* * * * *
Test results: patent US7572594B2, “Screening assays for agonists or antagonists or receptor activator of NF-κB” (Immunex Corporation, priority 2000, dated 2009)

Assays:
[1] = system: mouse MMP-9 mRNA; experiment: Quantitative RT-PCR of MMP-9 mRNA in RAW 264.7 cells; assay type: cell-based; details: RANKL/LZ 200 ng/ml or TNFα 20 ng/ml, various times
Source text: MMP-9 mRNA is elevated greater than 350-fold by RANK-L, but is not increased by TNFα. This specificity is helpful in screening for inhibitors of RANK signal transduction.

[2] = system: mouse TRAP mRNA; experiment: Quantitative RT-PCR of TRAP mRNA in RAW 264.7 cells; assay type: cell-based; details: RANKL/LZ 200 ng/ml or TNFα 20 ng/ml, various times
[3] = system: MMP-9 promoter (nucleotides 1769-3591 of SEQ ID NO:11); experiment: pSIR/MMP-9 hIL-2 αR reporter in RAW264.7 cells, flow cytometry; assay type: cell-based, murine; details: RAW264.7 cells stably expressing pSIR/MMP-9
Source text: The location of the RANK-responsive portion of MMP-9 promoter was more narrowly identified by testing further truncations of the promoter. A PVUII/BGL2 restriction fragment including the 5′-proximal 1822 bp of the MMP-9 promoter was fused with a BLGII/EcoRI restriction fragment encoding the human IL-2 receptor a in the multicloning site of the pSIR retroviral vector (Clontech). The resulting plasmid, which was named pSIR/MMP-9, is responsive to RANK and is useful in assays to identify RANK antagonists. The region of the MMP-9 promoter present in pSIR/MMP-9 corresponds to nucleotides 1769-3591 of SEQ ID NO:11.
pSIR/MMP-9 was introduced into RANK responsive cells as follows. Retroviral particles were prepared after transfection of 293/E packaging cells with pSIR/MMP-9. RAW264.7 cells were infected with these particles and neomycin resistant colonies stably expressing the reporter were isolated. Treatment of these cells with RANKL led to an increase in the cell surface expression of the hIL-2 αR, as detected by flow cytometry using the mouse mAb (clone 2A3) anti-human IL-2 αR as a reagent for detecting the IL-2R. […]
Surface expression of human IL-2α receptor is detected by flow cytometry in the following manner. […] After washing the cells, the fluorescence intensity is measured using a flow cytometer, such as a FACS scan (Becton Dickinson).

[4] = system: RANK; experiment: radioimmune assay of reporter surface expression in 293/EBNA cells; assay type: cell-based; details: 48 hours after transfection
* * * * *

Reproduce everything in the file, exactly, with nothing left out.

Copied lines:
Test results: patent US7572594B2, “Screening assays for agonists or antagonists or receptor activator of NF-κB” (Immunex Corporation, priority 2000, dated 2009)

Assays:
[1] = system: mouse MMP-9 mRNA; experiment: Quantitative RT-PCR of MMP-9 mRNA in RAW 264.7 cells; assay type: cell-based; details: RANKL/LZ 200 ng/ml or TNFα 20 ng/ml, various times
Source text: MMP-9 mRNA is elevated greater than 350-fold by RANK-L, but is not increased by TNFα. This specificity is helpful in screening for inhibitors of RANK signal transduction.

[2] = system: mouse TRAP mRNA; experiment: Quantitative RT-PCR of TRAP mRNA in RAW 264.7 cells; assay type: cell-based; details: RANKL/LZ 200 ng/ml or TNFα 20 ng/ml, various times
[3] = system: MMP-9 promoter (nucleotides 1769-3591 of SEQ ID NO:11); experiment: pSIR/MMP-9 hIL-2 αR reporter in RAW264.7 cells, flow cytometry; assay type: cell-based, murine; details: RAW264.7 cells stably expressing pSIR/MMP-9
Source text: The location of the RANK-responsive portion of MMP-9 promoter was more narrowly identified by testing further truncations of the promoter. A PVUII/BGL2 restriction fragment including the 5′-proximal 1822 bp of the MMP-9 promoter was fused with a BLGII/EcoRI restriction fragment encoding the human IL-2 receptor a in the multicloning site of the pSIR retroviral vector (Clontech). The resulting plasmid, which was named pSIR/MMP-9, is responsive to RANK and is useful in assays to identify RANK antagonists. The region of the MMP-9 promoter present in pSIR/MMP-9 corresponds to nucleotides 1769-3591 of SEQ ID NO:11.
pSIR/MMP-9 was introduced into RANK responsive cells as follows. Retroviral particles were prepared after transfection of 293/E packaging cells with pSIR/MMP-9. RAW264.7 cells were infected with these particles and neomycin resistant colonies stably expressing the reporter were isolated. Treatment of these cells with RANKL led to an increase in the cell surface expression of the hIL-2 αR, as detected by flow cytometry using the mouse mAb (clone 2A3) anti-human IL-2 αR as a reagent for detecting the IL-2R. […]
Surface expression of human IL-2α receptor is detected by flow cytometry in the following manner. […] After washing the cells, the fluorescence intensity is measured using a flow cytometer, such as a FACS scan (Becton Dickinson).

[4] = system: RANK; experiment: radioimmune assay of reporter surface expression in 293/EBNA cells; assay type: cell-based; details: 48 hours after transfection